Dispelling the myth of a "terminating access monopoly"

By: David Young

As the FCC moves forward with its Open Internet proceeding, we (and others) have repeatedly explained why using Title II is unnecessary, illegal (particularly with respect to mobile broadband) and bad for investment in networks, online services and manufacturers.

Central to the rationale that Title II advocates persist in using to justify common carrier regulation is the claim that broadband providers supposedly enjoy a “terminating access monopoly” that allows them to restrict consumer choice and disadvantage competitors. 

This is simply not true. And today, we filed a declaration by Professor Janusz Ordover, former Deputy Assistant Attorney General for Economics in the Antitrust Division of the U.S. Department of Justice, and Dr. Andres Lerner confirming that there is no “terminating access monopoly” for wireless broadband. As Drs. Ordover and Lerner explain, the basic premise for that case is both flatly inconsistent with the competitive reality of the mobile broadband marketplace and deeply flawed as a matter of economic theory.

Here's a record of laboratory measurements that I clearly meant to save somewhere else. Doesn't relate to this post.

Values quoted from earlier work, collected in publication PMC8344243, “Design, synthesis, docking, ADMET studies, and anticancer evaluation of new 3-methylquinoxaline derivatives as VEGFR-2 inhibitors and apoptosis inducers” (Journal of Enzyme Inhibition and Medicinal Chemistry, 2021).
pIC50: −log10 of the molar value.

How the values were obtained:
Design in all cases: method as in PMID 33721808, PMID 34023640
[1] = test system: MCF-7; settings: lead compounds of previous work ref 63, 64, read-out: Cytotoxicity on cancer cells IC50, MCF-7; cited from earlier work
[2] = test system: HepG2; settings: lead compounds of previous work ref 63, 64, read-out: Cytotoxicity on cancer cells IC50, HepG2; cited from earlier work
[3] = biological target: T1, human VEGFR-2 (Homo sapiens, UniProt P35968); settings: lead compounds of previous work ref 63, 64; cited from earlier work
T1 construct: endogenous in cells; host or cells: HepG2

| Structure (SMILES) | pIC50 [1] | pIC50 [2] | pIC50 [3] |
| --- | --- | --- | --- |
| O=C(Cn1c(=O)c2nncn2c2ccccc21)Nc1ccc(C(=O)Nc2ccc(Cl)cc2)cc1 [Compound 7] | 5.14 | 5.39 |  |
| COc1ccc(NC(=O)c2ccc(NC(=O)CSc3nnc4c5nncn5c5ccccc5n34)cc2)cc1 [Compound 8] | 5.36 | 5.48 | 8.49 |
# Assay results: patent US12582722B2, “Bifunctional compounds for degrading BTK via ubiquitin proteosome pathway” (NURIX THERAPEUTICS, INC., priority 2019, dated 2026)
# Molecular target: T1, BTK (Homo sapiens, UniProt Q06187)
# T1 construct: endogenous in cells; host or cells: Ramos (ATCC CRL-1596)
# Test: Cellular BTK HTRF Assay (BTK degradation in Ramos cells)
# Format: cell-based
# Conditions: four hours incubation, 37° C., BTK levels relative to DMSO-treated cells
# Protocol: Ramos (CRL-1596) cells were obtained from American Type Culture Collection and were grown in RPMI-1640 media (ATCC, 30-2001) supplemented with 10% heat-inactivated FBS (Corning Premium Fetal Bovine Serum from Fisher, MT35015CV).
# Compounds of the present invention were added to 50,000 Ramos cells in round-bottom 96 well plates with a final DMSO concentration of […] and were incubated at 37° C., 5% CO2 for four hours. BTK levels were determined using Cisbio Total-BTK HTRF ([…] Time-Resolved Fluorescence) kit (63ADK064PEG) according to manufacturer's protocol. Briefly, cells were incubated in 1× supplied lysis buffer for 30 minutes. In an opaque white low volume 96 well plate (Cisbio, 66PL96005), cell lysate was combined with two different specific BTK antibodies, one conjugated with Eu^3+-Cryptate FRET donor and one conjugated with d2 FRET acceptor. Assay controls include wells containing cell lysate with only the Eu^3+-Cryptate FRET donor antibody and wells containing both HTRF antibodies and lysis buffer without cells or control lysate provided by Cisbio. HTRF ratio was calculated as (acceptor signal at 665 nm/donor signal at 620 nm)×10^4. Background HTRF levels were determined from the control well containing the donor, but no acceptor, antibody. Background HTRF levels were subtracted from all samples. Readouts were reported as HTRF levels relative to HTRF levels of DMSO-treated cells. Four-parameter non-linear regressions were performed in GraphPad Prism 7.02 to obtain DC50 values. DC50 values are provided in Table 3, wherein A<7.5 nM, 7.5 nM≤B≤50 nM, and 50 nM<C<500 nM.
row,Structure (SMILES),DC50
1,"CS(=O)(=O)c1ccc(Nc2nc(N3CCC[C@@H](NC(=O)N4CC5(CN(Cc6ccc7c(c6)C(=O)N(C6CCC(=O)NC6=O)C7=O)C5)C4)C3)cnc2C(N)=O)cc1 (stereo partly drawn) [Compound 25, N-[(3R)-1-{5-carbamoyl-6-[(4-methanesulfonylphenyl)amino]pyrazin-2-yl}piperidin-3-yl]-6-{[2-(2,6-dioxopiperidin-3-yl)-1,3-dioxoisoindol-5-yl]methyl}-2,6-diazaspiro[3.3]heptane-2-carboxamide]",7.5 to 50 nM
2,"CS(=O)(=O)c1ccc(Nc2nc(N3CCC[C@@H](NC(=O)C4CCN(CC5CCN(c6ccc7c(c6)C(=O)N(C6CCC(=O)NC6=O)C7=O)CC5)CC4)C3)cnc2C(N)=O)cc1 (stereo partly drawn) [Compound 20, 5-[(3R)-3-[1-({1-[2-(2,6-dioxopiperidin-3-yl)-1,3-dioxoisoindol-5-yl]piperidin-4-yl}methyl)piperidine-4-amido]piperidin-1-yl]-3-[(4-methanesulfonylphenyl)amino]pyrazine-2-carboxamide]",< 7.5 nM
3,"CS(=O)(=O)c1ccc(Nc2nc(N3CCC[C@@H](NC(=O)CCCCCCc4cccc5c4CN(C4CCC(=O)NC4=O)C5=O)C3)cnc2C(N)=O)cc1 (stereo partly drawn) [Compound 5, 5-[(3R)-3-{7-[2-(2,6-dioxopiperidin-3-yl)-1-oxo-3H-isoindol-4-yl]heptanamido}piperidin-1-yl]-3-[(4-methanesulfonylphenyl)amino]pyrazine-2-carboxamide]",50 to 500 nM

The declaration also makes clear that there is no terminating monopoly in the case of Verizon’s wireline broadband services, including Verizon’s FiOS broadband service, since these services face near-ubiquitous competition with next generation cable broadband. Verizon has invested tens of billions of dollars deploying fiber to pass nearly 70 percent of the premises in our wireline footprint.

The lack of a “terminating monopoly” eviscerates the case for Title II reclassification. When these economic considerations are added to the many other legal, factual and public policy arguments against Title II regulation, the risk of pursuing the radical Title II path becomes all the more clear.

Download the paper [PDF]

About the author(s): 

David Young has an engineering background, which enables him to develop positions on emerging public policy issues and asses key technology and communications industry trends. Prior to 2000, he spent six years working in Verizon’s Research and Development (R&D) group on many advanced technologies including VoIP, data network architectures, and audio, video and image compression. He has been awarded ten U.S. government patents for his R&D work. David is a member of the IEEE and IEEE Communications Society.